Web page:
I believe that \"dark matter\" is the name we have given to our ignorance of the laws of gravity. I am convinced that those laws are considerably more complex than has been recognized and look forward to the day when this dark matter is illuminated (pun intended).

Ditto \"dark energy\".


It\'s funny, but I had exactly the same reaction when I first heard about dark matter and I know that many of my colleagues felt the same. But no one has been able to explain all available data with a theory that is as simple as GR and does not contain dark matter.

Even if it were possible to explain everything we know without dark matter and dark energy in terms of \"considerably more complex\" laws of gravity - would that be necessarily better? The search for a fundamental theory is also the search for beauty in simplicity.

In any case, there is hope. The Large Hadron Collider will come online next year, Planck will fly, huge astronomical surveys will chart the observable Universe, and many other experiments will continue to probe the laws of physics.

We might yet \"see\" dark matter in detectors or even produce it at the LHC. Then only dark energy remains and the explosion of astronomical data that is already beginning to happen may give us just the clues we need.

All the best,
Ben

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Message 4219 - Posted: 9 Dec 2007, 2:49:39 UTC

Ben, thanks for the response. As to the gravity issue, I am excited about MOND and the TeVeS extensions. I think that is the way forward, even if it doesn\'t entirely satisfy Occam\'s Razor. I don\'t believe Newton had the whole picture.

I am no scientist by a long shot, just an amateur enthusiast who likes playing with computers. Thinking about this stuff makes my head hurt, so I just crunch the numbers and let you guys do the heavy lifting.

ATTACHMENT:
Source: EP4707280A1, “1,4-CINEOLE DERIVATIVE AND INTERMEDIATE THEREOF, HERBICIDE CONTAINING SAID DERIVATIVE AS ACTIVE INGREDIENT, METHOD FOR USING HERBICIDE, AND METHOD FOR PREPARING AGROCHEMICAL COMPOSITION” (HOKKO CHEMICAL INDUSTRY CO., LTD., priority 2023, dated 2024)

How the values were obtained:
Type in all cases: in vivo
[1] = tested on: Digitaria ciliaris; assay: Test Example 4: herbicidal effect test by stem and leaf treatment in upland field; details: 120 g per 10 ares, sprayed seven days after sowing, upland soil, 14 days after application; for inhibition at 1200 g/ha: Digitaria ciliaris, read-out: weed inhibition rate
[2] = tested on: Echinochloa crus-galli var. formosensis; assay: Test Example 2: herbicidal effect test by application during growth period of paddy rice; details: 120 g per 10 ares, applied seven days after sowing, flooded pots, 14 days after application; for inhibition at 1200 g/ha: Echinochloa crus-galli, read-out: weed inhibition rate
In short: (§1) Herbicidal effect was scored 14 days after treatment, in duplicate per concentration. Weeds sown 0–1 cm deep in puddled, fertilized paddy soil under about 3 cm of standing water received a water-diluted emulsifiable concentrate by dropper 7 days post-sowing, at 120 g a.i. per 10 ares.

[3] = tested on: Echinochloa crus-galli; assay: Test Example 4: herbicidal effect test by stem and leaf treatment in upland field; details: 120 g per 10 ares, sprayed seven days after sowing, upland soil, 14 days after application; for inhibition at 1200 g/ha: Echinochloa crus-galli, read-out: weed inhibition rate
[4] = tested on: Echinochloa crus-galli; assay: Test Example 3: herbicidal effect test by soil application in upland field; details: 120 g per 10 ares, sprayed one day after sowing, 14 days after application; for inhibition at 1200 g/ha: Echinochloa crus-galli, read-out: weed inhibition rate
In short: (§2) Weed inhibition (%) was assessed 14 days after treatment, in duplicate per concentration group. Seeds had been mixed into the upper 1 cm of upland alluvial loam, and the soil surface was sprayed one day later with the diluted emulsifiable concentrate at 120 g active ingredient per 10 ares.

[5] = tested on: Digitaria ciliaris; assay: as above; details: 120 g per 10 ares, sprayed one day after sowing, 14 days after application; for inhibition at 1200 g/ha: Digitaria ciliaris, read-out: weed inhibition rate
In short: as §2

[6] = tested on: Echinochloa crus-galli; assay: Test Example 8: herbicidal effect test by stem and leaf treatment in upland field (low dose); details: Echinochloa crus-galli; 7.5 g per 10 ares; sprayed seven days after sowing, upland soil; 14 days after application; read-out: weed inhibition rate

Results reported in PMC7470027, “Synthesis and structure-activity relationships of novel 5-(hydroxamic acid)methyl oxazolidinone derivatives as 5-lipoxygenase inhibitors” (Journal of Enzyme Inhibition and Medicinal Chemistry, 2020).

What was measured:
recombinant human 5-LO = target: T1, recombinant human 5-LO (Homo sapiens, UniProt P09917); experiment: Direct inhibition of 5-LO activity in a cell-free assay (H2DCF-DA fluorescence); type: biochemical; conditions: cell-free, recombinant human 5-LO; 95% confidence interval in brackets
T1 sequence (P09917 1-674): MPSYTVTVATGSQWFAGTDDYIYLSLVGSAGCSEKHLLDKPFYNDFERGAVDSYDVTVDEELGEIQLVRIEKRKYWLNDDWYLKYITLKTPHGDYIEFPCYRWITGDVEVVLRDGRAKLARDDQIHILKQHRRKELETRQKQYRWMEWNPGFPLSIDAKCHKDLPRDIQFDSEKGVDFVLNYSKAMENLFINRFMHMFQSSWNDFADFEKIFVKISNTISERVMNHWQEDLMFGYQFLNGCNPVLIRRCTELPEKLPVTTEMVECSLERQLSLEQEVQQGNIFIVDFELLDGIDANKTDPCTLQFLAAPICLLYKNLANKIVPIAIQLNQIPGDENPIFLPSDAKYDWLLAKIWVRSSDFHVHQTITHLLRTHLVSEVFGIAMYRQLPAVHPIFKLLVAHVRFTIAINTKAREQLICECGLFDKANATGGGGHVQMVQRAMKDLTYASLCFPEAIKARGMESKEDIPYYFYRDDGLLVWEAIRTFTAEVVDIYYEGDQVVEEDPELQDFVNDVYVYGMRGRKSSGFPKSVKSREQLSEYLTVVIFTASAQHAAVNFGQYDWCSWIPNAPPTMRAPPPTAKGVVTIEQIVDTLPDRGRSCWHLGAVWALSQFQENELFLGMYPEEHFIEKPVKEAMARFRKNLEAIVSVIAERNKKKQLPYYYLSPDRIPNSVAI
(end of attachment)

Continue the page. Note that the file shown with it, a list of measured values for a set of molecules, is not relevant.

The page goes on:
Keep up the good work!
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Message 4240 - Posted: 12 Dec 2007, 3:09:55 UTC - in response to Message 4213.  

Then only dark energy remains and the explosion of astronomical data that is already beginning to happen may give us just the clues we need.


From someone who knows very little about the current state of astronomy, could you explain more about this \"explosion of astronomical data\"?
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Profile Benjamin Wandelt
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Message 4252 - Posted: 12 Dec 2007, 23:46:51 UTC - in response to Message 4240.  

Then only dark energy remains and the explosion of astronomical data that is already beginning to happen may give us just the clues we need.


From someone who knows very little about the current state of astronomy, could you explain more about this \"explosion of astronomical data\"?


Hi Zachary -

New technology and the ability to put telescopes in space have increased the amount of new astronomical data at a rate that is larger than Moore\'s law.

We all are privileged to live in that time where humankind maps the observable part of the cosmos and discovers its geometry, content and large scale structure, just like generations before us that mapped and discovered the spherical geometry of the Earth.

Wanting to be a part of that discovery is what made me decide to become a cosmologist.

I hope I can share some sense of my excitement about this ongoing discovery through Cosmology@Home.

All the best,
Ben

Creator of Cosmology@Home